RNA Essay Contest Results and Congratulations
Wednesday, August 26, 2020
The UR Center for RNA Biology offered an exercise during the time when COVID-19 became a sufficient threat to largely shut-down our research enterprise. We’re pleased to announce the winners of the UR’s Center for RNA Biology Essay Contest on “The role of RNA research in community health”. These awards are sponsored by a grant from the RNA Society & Lexogen to the UR Center for RNA Biology, and funds from UR RNA Structure & Function Cluster.
Our Gold prize (~$1,000 value) award goes to Sydney Simpson, an Immunology, Microbiology & Virology graduate student in Steve Dewhurst’s lab in the Department of Microbiology & Immunology, for her essay: “Nucleoside Analog Inhibitors: Timeless & Timely Beacons of Hope”.
The Silver Prize (~$250 value) award goes to Omar Hedaya, a Biochemistry & Molecular Biology graduate student in Peng Yao’s lab in the Department of Medicine/Department of Biochemistry & Biophysics, for his essay: “Know the Fundamentals when Seeking the Future”.
Both awardees have become members of the RNA Society and will use their winnings toward technology needs for the upcoming semester.
The RNA Society now features our contest results, including the winning essays, in its latest RNA Salon update: https://www.rnasociety.org/featured-salons, see bullet #3.
We would like to acknowledge Honorable Mentions for the following applicants:
- Sai Shashank Chavali – Graduate student; Biophysics, Structural & Computational Biology; Wedekind Lab
- Lily Cisco – Graduate student; Cellular and Molecular Pharmacology & Physiology; Lueck Lab
- Gabrielle Kosoy – Graduate student; Biophysics, Structural & Computational Biology; Miller Lab
- Ashwin Kumar – Graduate student; Biophysics, Structural & Computational Biology; Topham Lab
- Li Xie – Graduate student; Genetics, Development & Stem Cells; Pröschel Lab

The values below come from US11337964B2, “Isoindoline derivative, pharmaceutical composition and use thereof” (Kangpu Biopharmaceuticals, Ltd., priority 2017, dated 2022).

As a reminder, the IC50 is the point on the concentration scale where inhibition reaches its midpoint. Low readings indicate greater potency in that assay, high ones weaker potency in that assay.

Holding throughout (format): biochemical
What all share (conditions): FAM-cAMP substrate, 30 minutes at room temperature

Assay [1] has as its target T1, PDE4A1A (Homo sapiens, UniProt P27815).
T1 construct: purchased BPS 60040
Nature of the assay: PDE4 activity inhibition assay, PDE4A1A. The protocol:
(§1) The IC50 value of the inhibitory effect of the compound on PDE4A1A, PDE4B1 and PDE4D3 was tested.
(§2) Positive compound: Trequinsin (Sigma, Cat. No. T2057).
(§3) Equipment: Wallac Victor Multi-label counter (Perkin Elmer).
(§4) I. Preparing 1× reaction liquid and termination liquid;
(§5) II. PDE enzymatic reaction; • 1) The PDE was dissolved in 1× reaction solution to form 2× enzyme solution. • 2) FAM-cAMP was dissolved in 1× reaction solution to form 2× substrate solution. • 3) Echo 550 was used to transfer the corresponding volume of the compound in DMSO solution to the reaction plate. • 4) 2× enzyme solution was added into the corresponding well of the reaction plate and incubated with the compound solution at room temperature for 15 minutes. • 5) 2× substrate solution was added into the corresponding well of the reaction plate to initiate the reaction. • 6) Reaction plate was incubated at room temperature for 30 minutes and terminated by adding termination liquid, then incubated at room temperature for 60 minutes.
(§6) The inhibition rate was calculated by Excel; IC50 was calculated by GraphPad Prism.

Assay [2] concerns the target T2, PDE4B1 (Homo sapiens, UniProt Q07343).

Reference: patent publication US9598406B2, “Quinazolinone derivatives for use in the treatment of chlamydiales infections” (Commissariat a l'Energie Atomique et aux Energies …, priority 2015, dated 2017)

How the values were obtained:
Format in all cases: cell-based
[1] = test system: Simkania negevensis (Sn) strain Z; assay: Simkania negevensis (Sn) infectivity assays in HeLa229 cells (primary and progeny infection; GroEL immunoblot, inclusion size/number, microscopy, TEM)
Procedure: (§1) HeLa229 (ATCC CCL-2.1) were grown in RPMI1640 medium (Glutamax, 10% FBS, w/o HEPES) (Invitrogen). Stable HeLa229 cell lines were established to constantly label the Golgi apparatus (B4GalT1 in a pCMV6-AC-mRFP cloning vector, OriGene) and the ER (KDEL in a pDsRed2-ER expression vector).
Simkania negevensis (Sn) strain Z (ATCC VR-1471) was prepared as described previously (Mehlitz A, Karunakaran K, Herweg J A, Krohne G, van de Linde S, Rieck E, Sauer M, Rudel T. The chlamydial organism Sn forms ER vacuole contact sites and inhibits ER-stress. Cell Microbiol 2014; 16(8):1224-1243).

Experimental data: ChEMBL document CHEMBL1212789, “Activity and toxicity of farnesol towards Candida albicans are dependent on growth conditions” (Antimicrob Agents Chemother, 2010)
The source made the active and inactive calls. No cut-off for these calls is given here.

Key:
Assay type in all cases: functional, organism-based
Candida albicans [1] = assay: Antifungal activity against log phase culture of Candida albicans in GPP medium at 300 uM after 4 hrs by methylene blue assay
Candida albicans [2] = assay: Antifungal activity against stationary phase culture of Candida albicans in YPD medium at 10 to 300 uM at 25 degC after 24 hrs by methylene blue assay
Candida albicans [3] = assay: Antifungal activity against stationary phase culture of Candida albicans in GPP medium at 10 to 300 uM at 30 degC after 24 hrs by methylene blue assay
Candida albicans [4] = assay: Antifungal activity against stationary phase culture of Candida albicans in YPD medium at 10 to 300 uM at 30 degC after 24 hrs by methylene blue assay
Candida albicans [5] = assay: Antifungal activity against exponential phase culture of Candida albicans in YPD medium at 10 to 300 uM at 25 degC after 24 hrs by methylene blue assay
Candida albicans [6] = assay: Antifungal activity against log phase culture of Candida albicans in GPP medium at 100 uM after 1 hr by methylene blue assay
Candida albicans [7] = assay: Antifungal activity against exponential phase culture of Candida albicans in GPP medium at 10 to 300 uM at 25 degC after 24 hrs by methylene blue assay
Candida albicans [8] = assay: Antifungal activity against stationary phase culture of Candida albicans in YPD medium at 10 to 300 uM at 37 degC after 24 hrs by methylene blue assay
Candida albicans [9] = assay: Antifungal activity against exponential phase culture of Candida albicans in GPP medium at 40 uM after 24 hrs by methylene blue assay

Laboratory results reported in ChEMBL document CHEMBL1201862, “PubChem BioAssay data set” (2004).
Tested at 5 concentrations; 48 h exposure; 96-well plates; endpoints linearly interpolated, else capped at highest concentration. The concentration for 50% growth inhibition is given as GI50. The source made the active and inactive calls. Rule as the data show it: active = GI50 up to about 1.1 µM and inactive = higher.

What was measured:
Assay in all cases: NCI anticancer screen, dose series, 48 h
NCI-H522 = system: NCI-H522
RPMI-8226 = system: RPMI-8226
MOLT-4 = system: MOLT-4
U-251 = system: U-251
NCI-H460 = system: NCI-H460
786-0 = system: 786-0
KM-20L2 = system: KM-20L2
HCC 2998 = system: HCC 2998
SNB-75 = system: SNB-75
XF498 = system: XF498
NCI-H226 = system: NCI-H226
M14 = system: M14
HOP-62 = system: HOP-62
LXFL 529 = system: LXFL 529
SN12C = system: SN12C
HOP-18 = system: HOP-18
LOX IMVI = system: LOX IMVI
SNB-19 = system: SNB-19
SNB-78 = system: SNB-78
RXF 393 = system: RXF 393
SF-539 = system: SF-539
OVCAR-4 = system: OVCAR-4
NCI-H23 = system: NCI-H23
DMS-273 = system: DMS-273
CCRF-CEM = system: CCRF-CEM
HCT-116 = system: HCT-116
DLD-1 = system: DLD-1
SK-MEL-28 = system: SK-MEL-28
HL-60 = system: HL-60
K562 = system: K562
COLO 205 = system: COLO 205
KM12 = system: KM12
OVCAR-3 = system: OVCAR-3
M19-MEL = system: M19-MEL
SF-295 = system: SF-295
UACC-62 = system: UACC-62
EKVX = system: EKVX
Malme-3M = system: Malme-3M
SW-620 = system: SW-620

We thank all who participated – and our judges, too!
Thakar Lab publishes article on the Impact of vaccine type on HIV-1 vaccine elicited antibody durability and B cell gene signature
Monday, August 10, 2020
Efficacious HIV-1 vaccination requires elicitation of long-lived antibody responses. However, our understanding of how different vaccine types elicit durable antibody responses is lacking. To assess the impact of vaccine type on antibody responses, we measured IgG isotypes against four consensus HIV antigens from 2 weeks to 10 years post HIV-1 vaccination and used mixed effects models to estimate half-life of responses in four human clinical trials. Compared to protein-boosted regimens, half-lives of gp120-specific antibodies were longer but peak magnitudes were lower in Modified Vaccinia Ankara (MVA)-boosted regimens. Furthermore, gp120-specific B cell transcriptomics from MVA-boosted and protein-boosted vaccines revealed a distinct signature at a peak (2 weeks after last vaccination) including CD19, CD40, and FCRL2-5 activation along with increased B cell receptor signaling. Additional analysis revealed contributions of RIG-I-like receptor pathway and genes such as SMAD5 and IL-32 to antibody durability. Thus, this study provides novel insights into vaccine induced antibody durability and B-cell receptor signaling.Read More: Thakar Lab publishes article on the Impact of vaccine type on HIV-1 vaccine elicited antibody durability and B cell gene signature
Sangster Weighs in on COVID-19 Vaccine, Antibodies
Wednesday, August 5, 2020
With millions of lives on the line, researchers have been working at an unprecedented pace to develop a COVID-19 vaccine.
But that speed—and some widely touted breakthroughs—belie the enormous complexity and potential risks involved. Researchers have an incomplete understanding of the coronavirus and are using technology that’s largely unproven.